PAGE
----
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How These 2 People Made Millions off Market Crashes

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Many people reap massive rewards from market crashes or economic downturns. When stocks are falling, and businesses are losing, these millionaires take action. Fortune seekers also understand market behaviour.

Even if the market was good last year, it’s no guarantee that 2020 will be as good or better. Look now, and the world is facing another global recession. Generally, the stock market spends more time advancing or going up than going down.

Hence, it gives investors a better reason to invest to maximize returns. Also, there’s the willingness to use idle capital despite the risk of losing some, if not all. The founders of SmartCentres (TSX: SRU.UN) and Alimentation Couche-Tard (TSX:ATD.B) had the foresight and intuition that made them billionaires.

Niche focus

Mitchell Goldhar is the founder of SmartCentres. The $4.25 billion real estate investment trust (REIT) has developed hundreds of shopping centres across Canada. Goldhar was the person responsible for convincing Walmart to open a store in one of his power centres in Canada.

The first Walmart store opened in 1994, after which SmartCentres built more Walmart stores. Goldhar formed his real estate firm in the early 1990s. In the next two decades, including the 2008 financial crisis, Goldhar developed more than 265 shopping centres.

In 2015, Goldhar sold most of his assets to SmartCentres for $1.2 billion. At present, SmartCentres is a dominant real estate provider. This REIT offers some of the best commercial real estate spaces in the country. His current net worth is $2.5 billion.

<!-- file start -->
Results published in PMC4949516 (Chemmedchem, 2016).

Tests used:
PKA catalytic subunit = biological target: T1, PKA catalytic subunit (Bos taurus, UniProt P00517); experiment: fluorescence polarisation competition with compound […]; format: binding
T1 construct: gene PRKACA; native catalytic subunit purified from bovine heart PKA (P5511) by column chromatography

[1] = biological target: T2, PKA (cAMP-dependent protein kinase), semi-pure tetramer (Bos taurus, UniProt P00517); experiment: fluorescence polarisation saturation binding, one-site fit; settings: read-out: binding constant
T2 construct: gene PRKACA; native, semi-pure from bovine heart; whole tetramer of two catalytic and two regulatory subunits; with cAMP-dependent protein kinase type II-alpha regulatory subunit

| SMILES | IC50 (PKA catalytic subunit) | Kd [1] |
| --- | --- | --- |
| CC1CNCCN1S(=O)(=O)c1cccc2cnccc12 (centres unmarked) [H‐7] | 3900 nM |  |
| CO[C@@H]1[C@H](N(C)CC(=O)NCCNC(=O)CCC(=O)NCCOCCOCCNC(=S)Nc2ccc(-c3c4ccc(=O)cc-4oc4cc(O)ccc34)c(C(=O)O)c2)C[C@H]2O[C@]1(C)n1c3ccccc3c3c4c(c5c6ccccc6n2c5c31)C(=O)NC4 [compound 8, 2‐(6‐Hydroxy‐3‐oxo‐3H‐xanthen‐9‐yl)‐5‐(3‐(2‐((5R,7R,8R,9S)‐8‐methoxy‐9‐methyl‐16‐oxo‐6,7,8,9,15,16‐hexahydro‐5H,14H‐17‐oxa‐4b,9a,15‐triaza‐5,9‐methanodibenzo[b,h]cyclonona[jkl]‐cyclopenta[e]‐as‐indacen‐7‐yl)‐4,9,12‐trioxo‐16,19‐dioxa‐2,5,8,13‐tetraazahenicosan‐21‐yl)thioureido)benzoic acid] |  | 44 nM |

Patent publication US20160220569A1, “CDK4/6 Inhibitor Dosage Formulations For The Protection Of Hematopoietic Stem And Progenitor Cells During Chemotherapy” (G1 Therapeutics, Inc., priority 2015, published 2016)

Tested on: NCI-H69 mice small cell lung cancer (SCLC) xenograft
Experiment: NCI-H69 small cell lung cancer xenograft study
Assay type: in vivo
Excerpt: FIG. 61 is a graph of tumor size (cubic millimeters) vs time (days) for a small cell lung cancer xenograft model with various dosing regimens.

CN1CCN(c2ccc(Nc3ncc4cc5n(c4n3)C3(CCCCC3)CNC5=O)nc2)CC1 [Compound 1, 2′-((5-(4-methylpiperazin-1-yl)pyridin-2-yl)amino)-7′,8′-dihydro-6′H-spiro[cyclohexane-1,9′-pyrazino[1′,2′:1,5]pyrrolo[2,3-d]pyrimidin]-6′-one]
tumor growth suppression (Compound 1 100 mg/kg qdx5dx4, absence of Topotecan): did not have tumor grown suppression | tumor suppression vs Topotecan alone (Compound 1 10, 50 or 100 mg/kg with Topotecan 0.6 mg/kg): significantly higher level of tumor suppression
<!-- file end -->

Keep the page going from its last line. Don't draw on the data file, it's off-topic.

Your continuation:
With Walmart as the anchor tenant in its best-in-class portfolio (98% occupancy rate), you have a consumer defensive stock. Would-be investors can purchase SmartCentres for $25.10 per share and receive a generous 6.66% dividend.

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Overcome competition

Alain Bouchard, the co-founder of Couche-Tard, is a perceptive businessman. The former president and CEO of this $43.35 billion operator of convenience stores grew the business by acquiring competitors. He now serves as the company’s executive chairman. His net worth as of March 13, 2020 is $3.7 billion.

The rapid expansion began with a single store in Quebec in 1980. During the height of the financial crisis from 2008 to 2009, Couche-Tard continued its buying spree rather than slowing down. The company made a total of 370 acquisitions during the period.

Currently, Couche-Tard’s entire worldwide network consists of over 14,800 stores. Its international footprint is vast and wide as the Couche-Tard is present in 16 countries in various continents. The branches are either convenience or automated fuel stores only or full service (convenience and fuel) stores.

Couche-Tard is another consumer defensive stock. Business is enduring as operations in convenience stores and fuel stations continue despite an economic slowdown. The next big acquisition target is oil refiner Caltex Australia where Couche-Tard has an outstanding buy offer.

Do not panic

Regular investors are not expected to be as wealthy as Goldhar and Bouchard, however. The point here is that you can find income opportunities during market crashes.

Sometimes it’s not about the stock performance, but business endurance. You’ll realize your long-term goals when the market eventually recovers.

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This article represents the opinion of the writer, who may disagree with the “official” recommendation position of a Motley Fool premium service or advisor. We’re Motley! Questioning an investing thesis — even one of our own — helps us all think critically about investing and make decisions that help us become smarter, happier, and richer, so we sometimes publish articles that may not be in line with recommendations, rankings or other content.

Fool contributor Christopher Liew has no position in any of the stocks mentioned. The Motley Fool recommends ALIMENTATION COUCHE-TARD INC.

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